Q&A with Kaffe FassettHome » Latest issue » Good, issue 20 » Q&A with Kaffe Fassett
The renowned textile artist talks colour, fashion and the value of handmade
Knitters, quilters and fabricaholics were delighted this summer with a visit by revered fibre and textile artist Kaffe Fassett. The American-born Londoner has had his work exhibited in the Victoria and Albert Museum, designed fabrics and knitwear for Rowan fabrics and yarns, and published over a dozen books on colour, knitting and quilts. These days he tours the world with his studio manager Brandon Madley, collecting inspiration, inspiring students in turn, and all the while producing some 30 quilts a year. Good caught up with him in the midst of a whirlwind visit to New Zealand:
You’ve just been teaching in Korea. What inspired you there?
Behind the modern buildings, you step off main streets and find wonderful wood, plaster and stone buildings, tile roofs, wonderful craft shops. I love the national costume and the wrapping cloths. They are subtle but detailed, like the Japanese. And the people really followed what we were doing, they are very joyful and sure and confident with their colour, lovely placement and humour.
You inspire people to be brave with colour and pattern in their needlepoint, quilting and knitting, but isn’t it about more than just decoration?
I love the idea of making things that are practical and useable – a great shirt or a cushion, made of something you can really use. As beautiful as quilts are, it’s not just about wall art. How wonderful to make a sock or a sweater that is as rich and beautiful as a painting. Brandon and I are the ‘colour guys’. We’re now doing lovely big knitted projects, throws and bed covers and blankets, big things that inspire people.
The past has a lot to teach us – things that were made personally for our use every day. The nicely carved wooden spoon can give you infinite pleasure. I don’t want to be mass-market or everywhere – cheap and stacked high and flooding the market. In Korea, the kitchen implements are exquisite and meals are a work of art. We have to value handmade, and that’s about educating and informing.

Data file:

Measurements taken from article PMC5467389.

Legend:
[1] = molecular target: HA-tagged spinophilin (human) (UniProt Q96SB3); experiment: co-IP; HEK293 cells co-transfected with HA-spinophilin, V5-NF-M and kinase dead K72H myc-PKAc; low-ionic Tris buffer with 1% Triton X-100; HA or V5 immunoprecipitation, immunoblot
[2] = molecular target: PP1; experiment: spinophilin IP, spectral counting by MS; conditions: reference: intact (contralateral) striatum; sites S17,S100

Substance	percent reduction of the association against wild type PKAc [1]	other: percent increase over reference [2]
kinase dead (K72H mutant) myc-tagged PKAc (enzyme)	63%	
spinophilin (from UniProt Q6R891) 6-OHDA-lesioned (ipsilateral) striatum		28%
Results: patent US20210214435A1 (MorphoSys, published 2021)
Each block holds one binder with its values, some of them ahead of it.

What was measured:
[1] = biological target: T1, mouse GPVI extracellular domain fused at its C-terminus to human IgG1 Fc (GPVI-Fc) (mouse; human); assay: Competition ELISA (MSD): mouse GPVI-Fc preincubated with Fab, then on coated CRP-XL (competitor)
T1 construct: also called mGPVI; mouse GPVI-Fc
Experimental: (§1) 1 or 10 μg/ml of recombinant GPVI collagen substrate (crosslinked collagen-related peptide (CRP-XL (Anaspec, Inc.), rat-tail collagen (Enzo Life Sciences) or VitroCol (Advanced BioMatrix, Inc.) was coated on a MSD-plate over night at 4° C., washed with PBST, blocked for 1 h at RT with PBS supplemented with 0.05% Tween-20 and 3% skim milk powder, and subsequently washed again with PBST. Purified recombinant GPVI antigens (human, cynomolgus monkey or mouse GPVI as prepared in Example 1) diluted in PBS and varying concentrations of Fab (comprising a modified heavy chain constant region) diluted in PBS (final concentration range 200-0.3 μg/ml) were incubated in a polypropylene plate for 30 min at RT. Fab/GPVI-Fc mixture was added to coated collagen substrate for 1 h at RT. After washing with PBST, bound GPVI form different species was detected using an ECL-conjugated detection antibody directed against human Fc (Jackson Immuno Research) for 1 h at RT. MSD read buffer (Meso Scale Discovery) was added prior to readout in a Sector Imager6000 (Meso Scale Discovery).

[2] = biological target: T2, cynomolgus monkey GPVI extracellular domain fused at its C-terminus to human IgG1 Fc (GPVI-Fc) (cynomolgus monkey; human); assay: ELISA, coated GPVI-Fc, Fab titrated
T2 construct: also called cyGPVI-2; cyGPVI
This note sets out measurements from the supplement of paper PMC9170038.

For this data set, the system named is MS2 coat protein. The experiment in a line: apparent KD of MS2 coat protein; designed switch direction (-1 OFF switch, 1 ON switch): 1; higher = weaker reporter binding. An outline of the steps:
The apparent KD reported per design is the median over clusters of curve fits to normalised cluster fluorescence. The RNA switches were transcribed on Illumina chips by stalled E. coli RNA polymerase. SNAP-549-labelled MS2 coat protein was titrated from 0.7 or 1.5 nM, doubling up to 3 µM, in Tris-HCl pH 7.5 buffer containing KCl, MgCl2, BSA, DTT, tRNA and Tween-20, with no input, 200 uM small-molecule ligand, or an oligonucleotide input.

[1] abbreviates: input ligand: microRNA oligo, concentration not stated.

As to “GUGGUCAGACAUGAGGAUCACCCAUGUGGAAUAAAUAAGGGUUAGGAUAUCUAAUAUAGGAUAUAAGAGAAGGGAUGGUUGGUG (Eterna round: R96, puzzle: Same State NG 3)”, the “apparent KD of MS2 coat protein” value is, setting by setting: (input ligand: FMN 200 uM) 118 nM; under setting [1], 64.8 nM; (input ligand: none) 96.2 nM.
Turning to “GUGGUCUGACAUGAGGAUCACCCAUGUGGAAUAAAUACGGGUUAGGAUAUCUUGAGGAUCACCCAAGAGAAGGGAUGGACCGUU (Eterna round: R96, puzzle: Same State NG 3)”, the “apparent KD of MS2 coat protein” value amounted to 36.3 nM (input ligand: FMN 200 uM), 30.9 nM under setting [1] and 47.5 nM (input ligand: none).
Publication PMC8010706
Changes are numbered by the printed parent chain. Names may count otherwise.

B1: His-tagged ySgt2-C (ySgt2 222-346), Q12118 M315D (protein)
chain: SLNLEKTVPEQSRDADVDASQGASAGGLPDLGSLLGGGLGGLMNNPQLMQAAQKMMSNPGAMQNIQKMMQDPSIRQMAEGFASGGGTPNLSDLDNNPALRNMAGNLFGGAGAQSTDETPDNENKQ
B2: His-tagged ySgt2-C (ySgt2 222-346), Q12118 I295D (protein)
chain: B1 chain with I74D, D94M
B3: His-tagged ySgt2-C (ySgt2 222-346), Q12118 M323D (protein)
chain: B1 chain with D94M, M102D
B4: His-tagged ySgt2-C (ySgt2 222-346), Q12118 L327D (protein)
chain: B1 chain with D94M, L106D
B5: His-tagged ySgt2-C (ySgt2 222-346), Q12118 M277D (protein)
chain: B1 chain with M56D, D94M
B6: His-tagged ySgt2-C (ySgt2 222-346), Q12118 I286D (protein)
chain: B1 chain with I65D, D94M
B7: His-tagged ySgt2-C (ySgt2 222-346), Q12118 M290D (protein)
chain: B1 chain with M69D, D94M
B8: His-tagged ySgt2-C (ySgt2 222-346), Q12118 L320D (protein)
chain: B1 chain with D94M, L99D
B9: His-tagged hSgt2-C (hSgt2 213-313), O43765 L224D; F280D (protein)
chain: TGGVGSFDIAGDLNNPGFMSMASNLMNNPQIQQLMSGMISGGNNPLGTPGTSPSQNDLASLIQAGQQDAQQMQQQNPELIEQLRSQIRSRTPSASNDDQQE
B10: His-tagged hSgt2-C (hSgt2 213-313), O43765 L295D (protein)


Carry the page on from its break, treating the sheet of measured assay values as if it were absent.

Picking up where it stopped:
And more than beige or black?
Beige and taupe are a constant. There are ladies of a certain age who just want to look like toffee and fade into the woodwork. I like dark, burned colours sometimes. I’ve been working with the Liberty archives, with designs from the 1700s and 1800s – the richness of colour they used really caught my eye. I love watching fashion – I remember one woman in the 1970s when we were all hippies in paisley and she wore black – she was sensationally weird. Now you wonder who died. I think Paul Smith is an angel, one of the most creative guys in fashion, the eccentric English gentleman. And Tricia Guild, of course, I’ve designed lots of collections for her. One day I will do an article just about magenta pink. Colour is my medium, it’s all about manipulating colour, whether it’s needlepoint, knitting, quilting. It never gets dull. But you don’t have to be all Disney-on-acid, colour can be calm too. I’m always thrilled when people do the quiet English thing in my workshops, the greyish, sweet English palette – it’s so elegant.
What do you see in New Zealand design and landscape?
New Zealanders are quite free with their use of colour, they go for it with a gypsy alacrity. There’s a great influence of the orient here, like I had growing up. In summer, the lushness and beauty of the plants, the gorgeous gardens – eventually that will get into my work, you never know when it will catch fire into a design.